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Tips For Middle School Success
Show an interest in your student’s daily life and studies:
- Ask about your child’s day? What’s going well? What’s not going well? What did you learn today? What do you like about school?
- Help your child make time for homework. (Set up a homework schedule. Give reminders. Offer to help. Provide positive feedback.)
- Know your child’s friends and what your child is doing in his/her spare time.
- Encourage your child to get involved by joining clubs and intramurals.
Monitor your student’s progress:
- Check that your student is using his/her planner and completing assignments.
- Check your student’s progress on Infinite Campus.
- Bring your child to study sessions (before or after school) for extra help.
- Contact the teacher or counselor if you have questions/concerns.
Partner with the school:
- Make sure your child attends school regularly.
- Make it clear that school rules must be followed.
- Attend parent meetings/conferences.
- Communicate with teachers, counselors, and administrators.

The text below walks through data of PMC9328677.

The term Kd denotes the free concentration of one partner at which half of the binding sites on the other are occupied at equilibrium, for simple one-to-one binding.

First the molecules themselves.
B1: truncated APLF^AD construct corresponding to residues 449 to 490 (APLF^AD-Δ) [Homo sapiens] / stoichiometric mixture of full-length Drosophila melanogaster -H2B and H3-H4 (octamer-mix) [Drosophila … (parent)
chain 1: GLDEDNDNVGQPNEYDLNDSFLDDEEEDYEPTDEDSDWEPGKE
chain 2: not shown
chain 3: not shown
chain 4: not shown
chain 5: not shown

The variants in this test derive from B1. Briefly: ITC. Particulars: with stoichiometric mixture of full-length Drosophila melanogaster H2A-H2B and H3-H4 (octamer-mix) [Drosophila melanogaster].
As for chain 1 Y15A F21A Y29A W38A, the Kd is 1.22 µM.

- With your child, read information that is sent home from the school.
What? Deliberate, immediate, repetitive, non-lethal harming of one’s self as a way of coping with emotional pain. It is important to note that studies show 90% of people who self-harm are not suicidal.
Why? Reasons students may be cutting varies. Common themes among students who self-harm:
- Experiencing pain and want someone to notice/ask about what is happening
- Feeling pressure from unrealistic expectations that they or others have for themselves
- Low self-worth
- Feels emotions deeply, about themselves or for other people, more so than others
- SCARS: Self-punishment, Control, Attention, Release of emotion/pain, Security
How to help: One of the most important things to remember when talking with your student is to focus on safety and the emotions that are causing them to self-harm. Focus on the person, not the behavior.
- Empathize with their emotion
- Explore different ways to cope with their emotions
- Expose the lie they are telling themselves (Example lies: “I am not good enough”, “No one cares”, “I am not worthy”, “I am better off alone”, “I just cause problems for everyone”)
- Identify people who can help
- Follow through on promises to help, listen and support
- Assume they can stop on their own
- Focus on how it is making you feel or what it is doing to you
- Ask to see their scars or where they cut. When they feel like you want to help, they will show you.
- Compare their life to someone else’s (“You think you have it bad….”, “At least…”)
If you have additional questions or concerns, please contact your grade level counselor – Erin McCort, 8th Grade; Anita McKiernan, 7th grade; Steven Miller 6th grade.
Information adapted from Christian T. Hill, Alpine Connection Counseling.